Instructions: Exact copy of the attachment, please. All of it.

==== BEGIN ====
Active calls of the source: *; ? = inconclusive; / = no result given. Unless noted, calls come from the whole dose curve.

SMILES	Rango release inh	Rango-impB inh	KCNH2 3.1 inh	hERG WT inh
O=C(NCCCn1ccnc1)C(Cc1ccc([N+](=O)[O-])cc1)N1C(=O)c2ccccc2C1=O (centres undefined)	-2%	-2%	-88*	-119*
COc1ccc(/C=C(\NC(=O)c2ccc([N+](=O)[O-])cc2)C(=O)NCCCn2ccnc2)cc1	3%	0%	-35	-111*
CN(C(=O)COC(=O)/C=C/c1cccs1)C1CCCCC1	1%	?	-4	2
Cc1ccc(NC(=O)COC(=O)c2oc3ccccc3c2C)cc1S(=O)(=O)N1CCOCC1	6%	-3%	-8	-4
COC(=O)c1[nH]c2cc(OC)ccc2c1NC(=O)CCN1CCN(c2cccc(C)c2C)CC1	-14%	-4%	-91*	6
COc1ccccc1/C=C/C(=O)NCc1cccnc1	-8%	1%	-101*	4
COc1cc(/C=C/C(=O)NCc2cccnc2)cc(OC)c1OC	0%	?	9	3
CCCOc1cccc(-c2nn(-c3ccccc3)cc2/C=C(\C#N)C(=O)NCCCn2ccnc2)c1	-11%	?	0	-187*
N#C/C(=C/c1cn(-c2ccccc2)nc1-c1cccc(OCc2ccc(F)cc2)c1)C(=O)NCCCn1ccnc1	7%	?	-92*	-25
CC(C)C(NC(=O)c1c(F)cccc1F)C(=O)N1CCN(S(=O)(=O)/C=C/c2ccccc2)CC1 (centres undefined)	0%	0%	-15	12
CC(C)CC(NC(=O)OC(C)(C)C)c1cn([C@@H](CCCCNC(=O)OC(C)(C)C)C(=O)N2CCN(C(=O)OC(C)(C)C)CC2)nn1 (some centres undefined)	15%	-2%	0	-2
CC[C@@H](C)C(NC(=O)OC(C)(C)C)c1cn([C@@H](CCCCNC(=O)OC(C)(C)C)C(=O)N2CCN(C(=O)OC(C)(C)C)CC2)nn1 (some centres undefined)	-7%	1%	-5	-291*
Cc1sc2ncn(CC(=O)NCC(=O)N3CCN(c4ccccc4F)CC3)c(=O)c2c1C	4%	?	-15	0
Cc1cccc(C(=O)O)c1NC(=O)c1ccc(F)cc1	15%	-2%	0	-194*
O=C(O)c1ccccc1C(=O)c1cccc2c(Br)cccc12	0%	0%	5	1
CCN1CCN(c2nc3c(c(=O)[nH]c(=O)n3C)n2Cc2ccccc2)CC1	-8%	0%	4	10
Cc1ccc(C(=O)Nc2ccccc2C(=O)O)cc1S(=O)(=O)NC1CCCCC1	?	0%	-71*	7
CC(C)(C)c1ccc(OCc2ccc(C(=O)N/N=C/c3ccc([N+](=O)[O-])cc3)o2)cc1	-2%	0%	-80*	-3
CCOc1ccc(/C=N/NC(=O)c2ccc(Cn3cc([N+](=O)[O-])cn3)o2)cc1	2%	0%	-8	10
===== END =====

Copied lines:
Active calls of the source: *; ? = inconclusive; / = no result given. Unless noted, calls come from the whole dose curve.

SMILES	Rango release inh	Rango-impB inh	KCNH2 3.1 inh	hERG WT inh
O=C(NCCCn1ccnc1)C(Cc1ccc([N+](=O)[O-])cc1)N1C(=O)c2ccccc2C1=O (centres undefined)	-2%	-2%	-88*	-119*
COc1ccc(/C=C(\NC(=O)c2ccc([N+](=O)[O-])cc2)C(=O)NCCCn2ccnc2)cc1	3%	0%	-35	-111*
CN(C(=O)COC(=O)/C=C/c1cccs1)C1CCCCC1	1%	?	-4	2
Cc1ccc(NC(=O)COC(=O)c2oc3ccccc3c2C)cc1S(=O)(=O)N1CCOCC1	6%	-3%	-8	-4
COC(=O)c1[nH]c2cc(OC)ccc2c1NC(=O)CCN1CCN(c2cccc(C)c2C)CC1	-14%	-4%	-91*	6
COc1ccccc1/C=C/C(=O)NCc1cccnc1	-8%	1%	-101*	4
COc1cc(/C=C/C(=O)NCc2cccnc2)cc(OC)c1OC	0%	?	9	3
CCCOc1cccc(-c2nn(-c3ccccc3)cc2/C=C(\C#N)C(=O)NCCCn2ccnc2)c1	-11%	?	0	-187*
N#C/C(=C/c1cn(-c2ccccc2)nc1-c1cccc(OCc2ccc(F)cc2)c1)C(=O)NCCCn1ccnc1	7%	?	-92*	-25
CC(C)C(NC(=O)c1c(F)cccc1F)C(=O)N1CCN(S(=O)(=O)/C=C/c2ccccc2)CC1 (centres undefined)	0%	0%	-15	12
CC(C)CC(NC(=O)OC(C)(C)C)c1cn([C@@H](CCCCNC(=O)OC(C)(C)C)C(=O)N2CCN(C(=O)OC(C)(C)C)CC2)nn1 (some centres undefined)	15%	-2%	0	-2
CC[C@@H](C)C(NC(=O)OC(C)(C)C)c1cn([C@@H](CCCCNC(=O)OC(C)(C)C)C(=O)N2CCN(C(=O)OC(C)(C)C)CC2)nn1 (some centres undefined)	-7%	1%	-5	-291*
Cc1sc2ncn(CC(=O)NCC(=O)N3CCN(c4ccccc4F)CC3)c(=O)c2c1C	4%	?	-15	0
Cc1cccc(C(=O)O)c1NC(=O)c1ccc(F)cc1	15%	-2%	0	-194*
O=C(O)c1ccccc1C(=O)c1cccc2c(Br)cccc12	0%	0%	5	1
CCN1CCN(c2nc3c(c(=O)[nH]c(=O)n3C)n2Cc2ccccc2)CC1	-8%	0%	4	10
Cc1ccc(C(=O)Nc2ccccc2C(=O)O)cc1S(=O)(=O)NC1CCCCC1	?	0%	-71*	7
CC(C)(C)c1ccc(OCc2ccc(C(=O)N/N=C/c3ccc([N+](=O)[O-])cc3)o2)cc1	-2%	0%	-80*	-3
CCOc1ccc(/C=N/NC(=O)c2ccc(Cn3cc([N+](=O)[O-])cn3)o2)cc1	2%	0%	-8	10